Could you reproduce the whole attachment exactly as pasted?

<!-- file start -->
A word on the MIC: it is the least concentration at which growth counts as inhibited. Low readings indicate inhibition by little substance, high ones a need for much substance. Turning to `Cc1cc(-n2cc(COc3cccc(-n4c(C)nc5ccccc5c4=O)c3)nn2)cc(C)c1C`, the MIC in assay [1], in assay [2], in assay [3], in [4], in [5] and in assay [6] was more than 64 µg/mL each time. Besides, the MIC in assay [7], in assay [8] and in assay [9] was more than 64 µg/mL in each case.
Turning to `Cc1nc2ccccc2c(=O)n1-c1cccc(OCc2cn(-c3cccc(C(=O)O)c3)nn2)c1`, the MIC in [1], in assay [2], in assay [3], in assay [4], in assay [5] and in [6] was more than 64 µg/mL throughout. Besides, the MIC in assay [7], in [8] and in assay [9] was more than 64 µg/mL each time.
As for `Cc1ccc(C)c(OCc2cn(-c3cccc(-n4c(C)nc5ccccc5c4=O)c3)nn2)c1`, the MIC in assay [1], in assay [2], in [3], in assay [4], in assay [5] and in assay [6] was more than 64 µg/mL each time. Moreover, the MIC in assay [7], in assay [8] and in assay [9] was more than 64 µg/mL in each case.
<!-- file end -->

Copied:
A word on the MIC: it is the least concentration at which growth counts as inhibited. Low readings indicate inhibition by little substance, high ones a need for much substance. Turning to `Cc1cc(-n2cc(COc3cccc(-n4c(C)nc5ccccc5c4=O)c3)nn2)cc(C)c1C`, the MIC in assay [1], in assay [2], in assay [3], in [4], in [5] and in assay [6] was more than 64 µg/mL each time. Besides, the MIC in assay [7], in assay [8] and in assay [9] was more than 64 µg/mL in each case.
Turning to `Cc1nc2ccccc2c(=O)n1-c1cccc(OCc2cn(-c3cccc(C(=O)O)c3)nn2)c1`, the MIC in [1], in assay [2], in assay [3], in assay [4], in assay [5] and in [6] was more than 64 µg/mL throughout. Besides, the MIC in assay [7], in [8] and in assay [9] was more than 64 µg/mL each time.
As for `Cc1ccc(C)c(OCc2cn(-c3cccc(-n4c(C)nc5ccccc5c4=O)c3)nn2)c1`, the MIC in assay [1], in assay [2], in [3], in assay [4], in assay [5] and in assay [6] was more than 64 µg/mL each time. Moreover, the MIC in assay [7], in assay [8] and in assay [9] was more than 64 µg/mL in each case.